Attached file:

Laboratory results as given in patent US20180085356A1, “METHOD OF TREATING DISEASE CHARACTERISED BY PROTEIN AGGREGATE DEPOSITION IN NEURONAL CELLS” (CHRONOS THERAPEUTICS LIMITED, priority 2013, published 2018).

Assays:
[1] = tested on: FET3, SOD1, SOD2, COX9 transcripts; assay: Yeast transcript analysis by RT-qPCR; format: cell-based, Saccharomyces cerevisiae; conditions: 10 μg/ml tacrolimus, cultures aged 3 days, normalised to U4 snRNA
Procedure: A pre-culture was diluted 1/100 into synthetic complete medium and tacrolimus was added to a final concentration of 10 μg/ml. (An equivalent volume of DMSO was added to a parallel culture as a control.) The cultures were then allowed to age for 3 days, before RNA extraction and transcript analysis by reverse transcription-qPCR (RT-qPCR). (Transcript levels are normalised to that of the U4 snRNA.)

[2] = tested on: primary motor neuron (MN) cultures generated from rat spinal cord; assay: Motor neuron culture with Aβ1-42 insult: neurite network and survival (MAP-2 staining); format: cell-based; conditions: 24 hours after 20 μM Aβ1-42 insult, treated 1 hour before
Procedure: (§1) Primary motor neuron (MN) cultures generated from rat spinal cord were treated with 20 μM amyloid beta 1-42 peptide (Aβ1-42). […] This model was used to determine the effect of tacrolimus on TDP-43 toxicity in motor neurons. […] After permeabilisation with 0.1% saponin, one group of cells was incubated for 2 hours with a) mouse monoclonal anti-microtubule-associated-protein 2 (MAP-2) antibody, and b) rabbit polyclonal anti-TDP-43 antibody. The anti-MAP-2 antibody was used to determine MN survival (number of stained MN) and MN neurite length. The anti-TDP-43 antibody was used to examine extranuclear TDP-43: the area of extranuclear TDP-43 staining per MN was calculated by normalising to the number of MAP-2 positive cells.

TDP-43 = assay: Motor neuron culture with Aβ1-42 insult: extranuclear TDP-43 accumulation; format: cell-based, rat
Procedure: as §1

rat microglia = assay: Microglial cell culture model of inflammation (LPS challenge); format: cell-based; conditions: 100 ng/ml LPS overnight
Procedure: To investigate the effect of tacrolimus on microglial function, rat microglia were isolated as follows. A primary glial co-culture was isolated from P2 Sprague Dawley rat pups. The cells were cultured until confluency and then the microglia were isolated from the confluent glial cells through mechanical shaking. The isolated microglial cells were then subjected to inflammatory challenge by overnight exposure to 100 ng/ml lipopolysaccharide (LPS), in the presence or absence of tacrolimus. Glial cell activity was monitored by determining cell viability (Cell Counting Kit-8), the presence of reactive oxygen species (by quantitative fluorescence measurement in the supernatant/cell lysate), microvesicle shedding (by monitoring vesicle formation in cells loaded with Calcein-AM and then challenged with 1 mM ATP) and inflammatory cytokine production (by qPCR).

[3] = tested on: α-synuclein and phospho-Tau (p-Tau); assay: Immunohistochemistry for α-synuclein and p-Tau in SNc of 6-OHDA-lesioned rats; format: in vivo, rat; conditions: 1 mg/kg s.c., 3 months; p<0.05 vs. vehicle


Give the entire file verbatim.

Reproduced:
Laboratory results as given in patent US20180085356A1, “METHOD OF TREATING DISEASE CHARACTERISED BY PROTEIN AGGREGATE DEPOSITION IN NEURONAL CELLS” (CHRONOS THERAPEUTICS LIMITED, priority 2013, published 2018).

Assays:
[1] = tested on: FET3, SOD1, SOD2, COX9 transcripts; assay: Yeast transcript analysis by RT-qPCR; format: cell-based, Saccharomyces cerevisiae; conditions: 10 μg/ml tacrolimus, cultures aged 3 days, normalised to U4 snRNA
Procedure: A pre-culture was diluted 1/100 into synthetic complete medium and tacrolimus was added to a final concentration of 10 μg/ml. (An equivalent volume of DMSO was added to a parallel culture as a control.) The cultures were then allowed to age for 3 days, before RNA extraction and transcript analysis by reverse transcription-qPCR (RT-qPCR). (Transcript levels are normalised to that of the U4 snRNA.)

[2] = tested on: primary motor neuron (MN) cultures generated from rat spinal cord; assay: Motor neuron culture with Aβ1-42 insult: neurite network and survival (MAP-2 staining); format: cell-based; conditions: 24 hours after 20 μM Aβ1-42 insult, treated 1 hour before
Procedure: (§1) Primary motor neuron (MN) cultures generated from rat spinal cord were treated with 20 μM amyloid beta 1-42 peptide (Aβ1-42). […] This model was used to determine the effect of tacrolimus on TDP-43 toxicity in motor neurons. […] After permeabilisation with 0.1% saponin, one group of cells was incubated for 2 hours with a) mouse monoclonal anti-microtubule-associated-protein 2 (MAP-2) antibody, and b) rabbit polyclonal anti-TDP-43 antibody. The anti-MAP-2 antibody was used to determine MN survival (number of stained MN) and MN neurite length. The anti-TDP-43 antibody was used to examine extranuclear TDP-43: the area of extranuclear TDP-43 staining per MN was calculated by normalising to the number of MAP-2 positive cells.

TDP-43 = assay: Motor neuron culture with Aβ1-42 insult: extranuclear TDP-43 accumulation; format: cell-based, rat
Procedure: as §1

rat microglia = assay: Microglial cell culture model of inflammation (LPS challenge); format: cell-based; conditions: 100 ng/ml LPS overnight
Procedure: To investigate the effect of tacrolimus on microglial function, rat microglia were isolated as follows. A primary glial co-culture was isolated from P2 Sprague Dawley rat pups. The cells were cultured until confluency and then the microglia were isolated from the confluent glial cells through mechanical shaking. The isolated microglial cells were then subjected to inflammatory challenge by overnight exposure to 100 ng/ml lipopolysaccharide (LPS), in the presence or absence of tacrolimus. Glial cell activity was monitored by determining cell viability (Cell Counting Kit-8), the presence of reactive oxygen species (by quantitative fluorescence measurement in the supernatant/cell lysate), microvesicle shedding (by monitoring vesicle formation in cells loaded with Calcein-AM and then challenged with 1 mM ATP) and inflammatory cytokine production (by qPCR).

[3] = tested on: α-synuclein and phospho-Tau (p-Tau); assay: Immunohistochemistry for α-synuclein and p-Tau in SNc of 6-OHDA-lesioned rats; format: in vivo, rat; conditions: 1 mg/kg s.c., 3 months; p<0.05 vs. vehicle